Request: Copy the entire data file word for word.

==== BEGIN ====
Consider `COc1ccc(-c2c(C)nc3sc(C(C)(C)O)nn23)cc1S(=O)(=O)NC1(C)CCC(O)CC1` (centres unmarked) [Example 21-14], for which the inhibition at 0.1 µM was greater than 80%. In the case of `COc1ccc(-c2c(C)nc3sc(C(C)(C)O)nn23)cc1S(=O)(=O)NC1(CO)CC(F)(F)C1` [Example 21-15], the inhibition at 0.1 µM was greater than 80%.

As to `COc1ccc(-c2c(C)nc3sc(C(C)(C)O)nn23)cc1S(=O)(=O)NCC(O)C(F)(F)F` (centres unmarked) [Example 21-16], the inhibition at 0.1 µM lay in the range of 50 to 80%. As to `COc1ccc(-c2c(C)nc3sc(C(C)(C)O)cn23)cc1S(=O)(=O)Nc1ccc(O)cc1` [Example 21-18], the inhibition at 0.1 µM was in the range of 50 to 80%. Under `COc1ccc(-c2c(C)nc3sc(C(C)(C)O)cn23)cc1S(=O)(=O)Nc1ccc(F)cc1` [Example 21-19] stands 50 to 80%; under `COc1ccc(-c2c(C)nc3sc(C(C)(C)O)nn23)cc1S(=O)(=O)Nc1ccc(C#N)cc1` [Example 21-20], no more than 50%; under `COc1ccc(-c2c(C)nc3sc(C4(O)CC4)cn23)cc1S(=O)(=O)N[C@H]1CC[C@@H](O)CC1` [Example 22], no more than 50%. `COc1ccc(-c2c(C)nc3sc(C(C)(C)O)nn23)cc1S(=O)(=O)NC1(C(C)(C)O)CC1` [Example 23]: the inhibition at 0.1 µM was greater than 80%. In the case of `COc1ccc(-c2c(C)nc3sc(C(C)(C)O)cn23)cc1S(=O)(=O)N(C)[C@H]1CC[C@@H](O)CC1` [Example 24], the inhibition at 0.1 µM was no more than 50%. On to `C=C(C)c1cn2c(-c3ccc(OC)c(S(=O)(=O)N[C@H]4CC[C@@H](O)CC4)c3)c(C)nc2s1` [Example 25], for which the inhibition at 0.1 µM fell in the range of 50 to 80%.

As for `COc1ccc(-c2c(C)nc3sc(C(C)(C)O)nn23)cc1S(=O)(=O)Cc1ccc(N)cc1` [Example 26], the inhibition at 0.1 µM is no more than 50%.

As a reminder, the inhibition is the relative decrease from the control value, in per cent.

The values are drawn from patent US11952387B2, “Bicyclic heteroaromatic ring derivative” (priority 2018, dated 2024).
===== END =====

Consider `COc1ccc(-c2c(C)nc3sc(C(C)(C)O)nn23)cc1S(=O)(=O)NC1(C)CCC(O)CC1` (centres unmarked) [Example 21-14], for which the inhibition at 0.1 µM was greater than 80%. In the case of `COc1ccc(-c2c(C)nc3sc(C(C)(C)O)nn23)cc1S(=O)(=O)NC1(CO)CC(F)(F)C1` [Example 21-15], the inhibition at 0.1 µM was greater than 80%.

As to `COc1ccc(-c2c(C)nc3sc(C(C)(C)O)nn23)cc1S(=O)(=O)NCC(O)C(F)(F)F` (centres unmarked) [Example 21-16], the inhibition at 0.1 µM lay in the range of 50 to 80%. As to `COc1ccc(-c2c(C)nc3sc(C(C)(C)O)cn23)cc1S(=O)(=O)Nc1ccc(O)cc1` [Example 21-18], the inhibition at 0.1 µM was in the range of 50 to 80%. Under `COc1ccc(-c2c(C)nc3sc(C(C)(C)O)cn23)cc1S(=O)(=O)Nc1ccc(F)cc1` [Example 21-19] stands 50 to 80%; under `COc1ccc(-c2c(C)nc3sc(C(C)(C)O)nn23)cc1S(=O)(=O)Nc1ccc(C#N)cc1` [Example 21-20], no more than 50%; under `COc1ccc(-c2c(C)nc3sc(C4(O)CC4)cn23)cc1S(=O)(=O)N[C@H]1CC[C@@H](O)CC1` [Example 22], no more than 50%. `COc1ccc(-c2c(C)nc3sc(C(C)(C)O)nn23)cc1S(=O)(=O)NC1(C(C)(C)O)CC1` [Example 23]: the inhibition at 0.1 µM was greater than 80%. In the case of `COc1ccc(-c2c(C)nc3sc(C(C)(C)O)cn23)cc1S(=O)(=O)N(C)[C@H]1CC[C@@H](O)CC1` [Example 24], the inhibition at 0.1 µM was no more than 50%. On to `C=C(C)c1cn2c(-c3ccc(OC)c(S(=O)(=O)N[C@H]4CC[C@@H](O)CC4)c3)c(C)nc2s1` [Example 25], for which the inhibition at 0.1 µM fell in the range of 50 to 80%.

As for `COc1ccc(-c2c(C)nc3sc(C(C)(C)O)nn23)cc1S(=O)(=O)Cc1ccc(N)cc1` [Example 26], the inhibition at 0.1 µM is no more than 50%.

As a reminder, the inhibition is the relative decrease from the control value, in per cent.

The values are drawn from patent US11952387B2, “Bicyclic heteroaromatic ring derivative” (priority 2018, dated 2024).